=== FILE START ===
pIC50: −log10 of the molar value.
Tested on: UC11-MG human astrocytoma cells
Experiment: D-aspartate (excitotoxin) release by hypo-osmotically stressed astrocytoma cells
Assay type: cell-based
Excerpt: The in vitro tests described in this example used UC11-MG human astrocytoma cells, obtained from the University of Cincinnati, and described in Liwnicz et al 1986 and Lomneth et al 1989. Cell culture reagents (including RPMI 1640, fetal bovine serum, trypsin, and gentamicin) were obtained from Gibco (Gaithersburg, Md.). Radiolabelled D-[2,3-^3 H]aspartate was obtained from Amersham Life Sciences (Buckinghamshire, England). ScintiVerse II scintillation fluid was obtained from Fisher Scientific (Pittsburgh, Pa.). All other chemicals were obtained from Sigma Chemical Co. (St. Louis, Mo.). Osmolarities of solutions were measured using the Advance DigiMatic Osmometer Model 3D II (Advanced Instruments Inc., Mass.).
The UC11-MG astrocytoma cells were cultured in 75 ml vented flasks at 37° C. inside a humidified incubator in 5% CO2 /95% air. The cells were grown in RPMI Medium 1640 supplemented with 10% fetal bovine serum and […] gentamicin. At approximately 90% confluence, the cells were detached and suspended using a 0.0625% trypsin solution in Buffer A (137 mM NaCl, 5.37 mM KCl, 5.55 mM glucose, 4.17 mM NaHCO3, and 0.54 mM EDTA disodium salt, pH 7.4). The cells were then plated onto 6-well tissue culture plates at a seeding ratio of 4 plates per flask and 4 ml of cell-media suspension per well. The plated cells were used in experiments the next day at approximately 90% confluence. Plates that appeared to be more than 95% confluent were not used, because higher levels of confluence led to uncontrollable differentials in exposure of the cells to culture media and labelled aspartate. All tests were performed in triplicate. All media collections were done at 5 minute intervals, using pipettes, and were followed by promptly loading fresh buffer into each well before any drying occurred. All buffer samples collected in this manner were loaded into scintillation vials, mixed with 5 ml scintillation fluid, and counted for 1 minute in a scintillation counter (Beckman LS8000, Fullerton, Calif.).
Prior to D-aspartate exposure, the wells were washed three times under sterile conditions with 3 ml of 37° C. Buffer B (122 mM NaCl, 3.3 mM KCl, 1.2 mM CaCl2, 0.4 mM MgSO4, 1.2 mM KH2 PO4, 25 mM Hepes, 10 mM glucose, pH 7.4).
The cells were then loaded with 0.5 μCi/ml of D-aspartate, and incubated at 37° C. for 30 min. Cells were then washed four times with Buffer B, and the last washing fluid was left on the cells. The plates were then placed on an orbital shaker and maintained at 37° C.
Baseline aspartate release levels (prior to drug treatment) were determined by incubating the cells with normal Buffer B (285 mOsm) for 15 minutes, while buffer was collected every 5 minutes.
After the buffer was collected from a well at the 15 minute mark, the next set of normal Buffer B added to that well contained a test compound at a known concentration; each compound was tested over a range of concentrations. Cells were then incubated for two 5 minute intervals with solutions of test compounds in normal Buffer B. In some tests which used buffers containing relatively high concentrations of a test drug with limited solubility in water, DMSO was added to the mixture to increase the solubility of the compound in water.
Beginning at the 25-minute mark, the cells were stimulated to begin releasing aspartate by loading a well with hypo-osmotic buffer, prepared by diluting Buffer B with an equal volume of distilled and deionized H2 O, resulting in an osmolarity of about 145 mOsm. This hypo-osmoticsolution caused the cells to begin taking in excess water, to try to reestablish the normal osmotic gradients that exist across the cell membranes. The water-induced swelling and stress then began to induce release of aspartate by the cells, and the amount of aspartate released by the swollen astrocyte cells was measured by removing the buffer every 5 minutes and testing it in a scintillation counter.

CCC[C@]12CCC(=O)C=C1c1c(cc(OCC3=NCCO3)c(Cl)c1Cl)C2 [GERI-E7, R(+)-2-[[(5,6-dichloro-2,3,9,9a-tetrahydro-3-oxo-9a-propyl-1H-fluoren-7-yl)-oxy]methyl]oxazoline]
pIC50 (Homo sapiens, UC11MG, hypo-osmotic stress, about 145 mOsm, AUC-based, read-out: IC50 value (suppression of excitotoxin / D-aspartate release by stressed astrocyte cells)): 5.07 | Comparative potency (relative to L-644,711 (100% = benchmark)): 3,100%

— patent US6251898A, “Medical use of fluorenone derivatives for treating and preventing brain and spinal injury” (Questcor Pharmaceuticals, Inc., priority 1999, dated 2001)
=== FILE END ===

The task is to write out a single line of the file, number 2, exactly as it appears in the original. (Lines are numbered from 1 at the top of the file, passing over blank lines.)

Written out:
Tested on: UC11-MG human astrocytoma cells